33 years passed since January 20, 1990, which entered the history of Azerbaijan as the Black January tragedy

33 years passed since January 20, 1990, which entered the history of Azerbaijan as the Black January tragedy.
33 years passed since January 20, 1990, which entered the history of Azerbaijan as the Black January tragedy.

20 January – unbreakable will of Azerbaijani people

33 years passed since January 20, 1990, which entered the history of Azerbaijan as the Black January tragedy.

On January 20, 1990, the Soviet army forces entered Baku to suppress the masses protesting the USSR-supported Armenian aggression based on territorial claims against Azerbaijan.

The tragedy of 20 January was engraved in the history of Azerbaijan as “Black January”. Nevertheless, it was a heroic page in the history of the Azerbaijani people’s struggle for freedom and independence. This violent suppression brought a 70-year Soviet rule in Azerbaijan to an end and led to the restoration of its national independence.

At that time the people were protesting against the biased policy of the USSR leadership, demanding the investigation of crimes committed against Azerbaijanis in Armenia, also by separatists in Nagorno-Karabakh, and the punishment of criminals. The massacre of 20 January was committed by the former USSR leadership in order to suppress the people’s fair voice, as well as to prevent the possibility of independence of Azerbaijan. The day before the incident, the energy bloc of the Azerbaijan State Television exploded as a result of a provocation organized by the USSR Committee of State Security in order to hide information about the planned event from the population and the world community in general. On the night from 19 to 20 January 1990, the Soviet army was deployed in Baku, Sumgait, and other cities and districts of the country without declaring a state of emergency and fired on civilians using various weapons. Armed forces killed 150 unarmed civilians mercilessly regardless of their nationality, age, or sex, including children, women, and elderly, 744 peaceful, innocent people were wounded in the capital city of Baku and surrounding areas, hundreds went missing and 841 persons were unlawfully imprisoned. Even the ambulances and physicians carrying the injured persons were fired on, therefore medical staff became martyrs or were injured. 21 people were killed after the declaration of a state of emergency on January 20.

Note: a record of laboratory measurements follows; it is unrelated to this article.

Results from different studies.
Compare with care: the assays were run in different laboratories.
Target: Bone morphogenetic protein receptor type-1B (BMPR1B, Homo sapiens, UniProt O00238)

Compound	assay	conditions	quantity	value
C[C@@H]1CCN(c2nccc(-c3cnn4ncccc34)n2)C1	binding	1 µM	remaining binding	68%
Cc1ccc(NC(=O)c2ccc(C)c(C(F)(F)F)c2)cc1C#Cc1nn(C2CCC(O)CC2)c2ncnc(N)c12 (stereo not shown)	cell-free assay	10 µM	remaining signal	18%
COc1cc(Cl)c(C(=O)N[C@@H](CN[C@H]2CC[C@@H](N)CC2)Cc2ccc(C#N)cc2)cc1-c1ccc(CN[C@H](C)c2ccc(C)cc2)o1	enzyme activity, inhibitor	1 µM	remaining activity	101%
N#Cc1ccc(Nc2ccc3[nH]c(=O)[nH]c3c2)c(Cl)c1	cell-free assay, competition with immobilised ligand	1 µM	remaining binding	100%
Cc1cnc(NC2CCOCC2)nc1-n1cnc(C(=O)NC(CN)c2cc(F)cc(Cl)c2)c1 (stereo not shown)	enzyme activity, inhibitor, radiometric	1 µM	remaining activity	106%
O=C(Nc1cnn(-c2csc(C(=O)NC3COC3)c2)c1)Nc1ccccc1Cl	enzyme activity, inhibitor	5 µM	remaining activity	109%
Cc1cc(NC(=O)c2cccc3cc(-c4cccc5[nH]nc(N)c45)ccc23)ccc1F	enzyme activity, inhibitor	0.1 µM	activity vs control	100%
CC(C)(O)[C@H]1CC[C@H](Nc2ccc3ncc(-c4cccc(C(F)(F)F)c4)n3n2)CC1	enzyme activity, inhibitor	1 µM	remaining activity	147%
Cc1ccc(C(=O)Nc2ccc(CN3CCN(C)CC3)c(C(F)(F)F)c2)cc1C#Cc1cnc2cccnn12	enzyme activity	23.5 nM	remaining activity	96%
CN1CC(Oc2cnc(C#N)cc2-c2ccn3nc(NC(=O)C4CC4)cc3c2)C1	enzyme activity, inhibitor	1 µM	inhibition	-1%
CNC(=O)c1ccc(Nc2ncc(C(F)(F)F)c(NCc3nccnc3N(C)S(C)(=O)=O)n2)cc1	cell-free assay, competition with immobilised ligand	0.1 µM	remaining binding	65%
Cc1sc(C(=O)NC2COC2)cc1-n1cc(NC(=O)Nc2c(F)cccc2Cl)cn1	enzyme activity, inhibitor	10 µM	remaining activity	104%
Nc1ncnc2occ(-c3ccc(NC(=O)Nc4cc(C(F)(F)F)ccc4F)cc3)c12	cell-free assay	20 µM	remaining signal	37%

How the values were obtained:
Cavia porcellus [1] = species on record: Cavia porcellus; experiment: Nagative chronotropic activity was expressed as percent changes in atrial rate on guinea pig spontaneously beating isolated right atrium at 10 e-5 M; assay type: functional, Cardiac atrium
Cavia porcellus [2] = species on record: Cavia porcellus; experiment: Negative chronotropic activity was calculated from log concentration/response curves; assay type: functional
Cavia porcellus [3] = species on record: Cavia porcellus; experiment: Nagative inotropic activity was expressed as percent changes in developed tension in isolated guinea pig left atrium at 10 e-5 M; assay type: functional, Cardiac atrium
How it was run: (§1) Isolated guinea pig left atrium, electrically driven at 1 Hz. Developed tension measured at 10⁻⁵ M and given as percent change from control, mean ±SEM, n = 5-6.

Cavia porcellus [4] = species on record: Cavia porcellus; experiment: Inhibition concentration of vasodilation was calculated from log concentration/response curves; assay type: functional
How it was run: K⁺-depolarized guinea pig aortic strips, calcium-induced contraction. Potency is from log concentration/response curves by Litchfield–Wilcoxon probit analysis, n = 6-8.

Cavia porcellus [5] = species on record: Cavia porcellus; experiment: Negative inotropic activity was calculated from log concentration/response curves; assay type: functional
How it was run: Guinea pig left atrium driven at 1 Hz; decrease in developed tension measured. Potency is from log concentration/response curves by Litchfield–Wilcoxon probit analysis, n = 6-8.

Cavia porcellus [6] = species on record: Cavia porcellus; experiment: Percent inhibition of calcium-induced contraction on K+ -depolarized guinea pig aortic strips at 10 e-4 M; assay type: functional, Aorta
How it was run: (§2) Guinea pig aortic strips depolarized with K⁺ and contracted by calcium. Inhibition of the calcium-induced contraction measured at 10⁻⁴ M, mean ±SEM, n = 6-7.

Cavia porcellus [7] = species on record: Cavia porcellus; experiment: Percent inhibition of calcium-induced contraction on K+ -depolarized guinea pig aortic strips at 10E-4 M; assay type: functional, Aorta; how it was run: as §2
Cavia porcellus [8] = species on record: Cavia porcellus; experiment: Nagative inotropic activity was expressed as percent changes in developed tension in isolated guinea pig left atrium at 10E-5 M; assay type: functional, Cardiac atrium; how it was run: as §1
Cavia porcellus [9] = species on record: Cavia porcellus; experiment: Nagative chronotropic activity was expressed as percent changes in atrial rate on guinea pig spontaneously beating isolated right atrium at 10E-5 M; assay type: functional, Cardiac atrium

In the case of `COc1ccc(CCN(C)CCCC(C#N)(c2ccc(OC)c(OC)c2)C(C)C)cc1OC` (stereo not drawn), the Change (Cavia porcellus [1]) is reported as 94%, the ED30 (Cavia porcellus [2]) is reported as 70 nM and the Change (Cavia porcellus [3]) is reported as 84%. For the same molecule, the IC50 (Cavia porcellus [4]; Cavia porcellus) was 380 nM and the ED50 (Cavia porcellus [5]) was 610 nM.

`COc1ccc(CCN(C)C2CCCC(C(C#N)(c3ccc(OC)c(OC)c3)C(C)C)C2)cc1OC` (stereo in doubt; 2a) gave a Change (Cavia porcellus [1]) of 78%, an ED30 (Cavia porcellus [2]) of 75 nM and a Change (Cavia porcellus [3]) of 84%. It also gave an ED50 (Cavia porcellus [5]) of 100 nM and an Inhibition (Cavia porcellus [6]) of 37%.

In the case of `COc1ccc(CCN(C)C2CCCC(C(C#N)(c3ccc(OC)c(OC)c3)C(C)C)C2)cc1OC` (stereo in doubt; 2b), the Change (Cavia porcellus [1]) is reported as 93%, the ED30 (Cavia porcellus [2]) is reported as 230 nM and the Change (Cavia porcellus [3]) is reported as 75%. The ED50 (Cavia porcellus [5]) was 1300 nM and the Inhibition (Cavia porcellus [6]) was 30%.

Immediately after the tragedy, on January 21, 1990, national leader Heydar Aliyev visited with his family members the office of Azerbaijan’s permanent representation in Moscow. He expressed solidarity with his people, sharply condemned the Soviet leadership for committing the bloody tragedy, and exposed those who led the operation.

The first political-legal recognition of the January 20 tragedy came on March 29, 1994, when Azerbaijan’s legislative body Milli Majlis adopted a relevant resolution on national leader Heydar Aliyev’s initiative, who came to power in 1993 by demand of the people. The resolution read: “The deployment of the Soviet troops in the city of Baku and several other regions and the brutal killing of civilians, with the intent to suppress, to break the confidence and will of a people who by peaceful means demanded a new democratic and sovereign state and to humiliate their national identity as a show of Soviet army power must be regarded as a military aggression and crime of the totalitarian communist regime against the people of Azerbaijan.”

33 years passed since January 20, 1990 tragedy, but this gross violation of the UN Universal Declaration of Human Rights, the International Covenant on Civil and Political Rights, and other international legal documents, which was one of the most serious crimes of the 20th century by its essence and scope, had not received an international political and legal assessment. The former Soviet leadership is directly responsible for this crime. According to international law, the events of January 20 must be described as a crime against humanity, and its initiators and perpetrators must be brought to justice.

Black January was a turning point in the history of Azerbaijan and proved to be a vivid manifestation of the bravery and determination of its people in defending their national identity.

January 20, 1990, which was engraved in the history of Azerbaijan as a day of national pride, could not break the determination of Azerbaijani people to fight for their freedom, their country’s sovereignty, and territorial integrity. Under the leadership of the Victorious Supreme Commander-in-Chief Ilham Aliyev, the brave Azerbaijani Army ensured the territorial integrity of Azerbaijan as a result of the 44-day war.



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